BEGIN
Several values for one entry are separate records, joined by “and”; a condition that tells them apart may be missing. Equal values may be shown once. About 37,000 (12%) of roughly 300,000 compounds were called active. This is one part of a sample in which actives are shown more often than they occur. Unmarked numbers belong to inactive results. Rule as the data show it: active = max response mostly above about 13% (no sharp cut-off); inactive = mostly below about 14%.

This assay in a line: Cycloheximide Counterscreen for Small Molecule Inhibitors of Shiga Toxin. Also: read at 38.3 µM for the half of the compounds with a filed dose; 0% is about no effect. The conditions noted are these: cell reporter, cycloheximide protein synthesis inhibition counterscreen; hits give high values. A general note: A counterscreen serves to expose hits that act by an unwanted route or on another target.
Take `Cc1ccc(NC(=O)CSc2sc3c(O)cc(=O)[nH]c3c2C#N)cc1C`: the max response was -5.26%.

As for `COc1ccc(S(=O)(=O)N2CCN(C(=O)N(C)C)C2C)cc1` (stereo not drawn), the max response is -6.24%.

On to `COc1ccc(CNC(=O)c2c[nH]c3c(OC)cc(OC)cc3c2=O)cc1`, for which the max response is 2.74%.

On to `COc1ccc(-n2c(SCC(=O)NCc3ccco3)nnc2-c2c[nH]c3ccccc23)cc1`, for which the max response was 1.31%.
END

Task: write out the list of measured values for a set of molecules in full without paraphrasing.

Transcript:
Several values for one entry are separate records, joined by “and”; a condition that tells them apart may be missing. Equal values may be shown once. About 37,000 (12%) of roughly 300,000 compounds were called active. This is one part of a sample in which actives are shown more often than they occur. Unmarked numbers belong to inactive results. Rule as the data show it: active = max response mostly above about 13% (no sharp cut-off); inactive = mostly below about 14%.

This assay in a line: Cycloheximide Counterscreen for Small Molecule Inhibitors of Shiga Toxin. Also: read at 38.3 µM for the half of the compounds with a filed dose; 0% is about no effect. The conditions noted are these: cell reporter, cycloheximide protein synthesis inhibition counterscreen; hits give high values. A general note: A counterscreen serves to expose hits that act by an unwanted route or on another target.
Take `Cc1ccc(NC(=O)CSc2sc3c(O)cc(=O)[nH]c3c2C#N)cc1C`: the max response was -5.26%.

As for `COc1ccc(S(=O)(=O)N2CCN(C(=O)N(C)C)C2C)cc1` (stereo not drawn), the max response is -6.24%.

On to `COc1ccc(CNC(=O)c2c[nH]c3c(OC)cc(OC)cc3c2=O)cc1`, for which the max response is 2.74%.

On to `COc1ccc(-n2c(SCC(=O)NCc3ccco3)nnc2-c2c[nH]c3ccccc23)cc1`, for which the max response was 1.31%.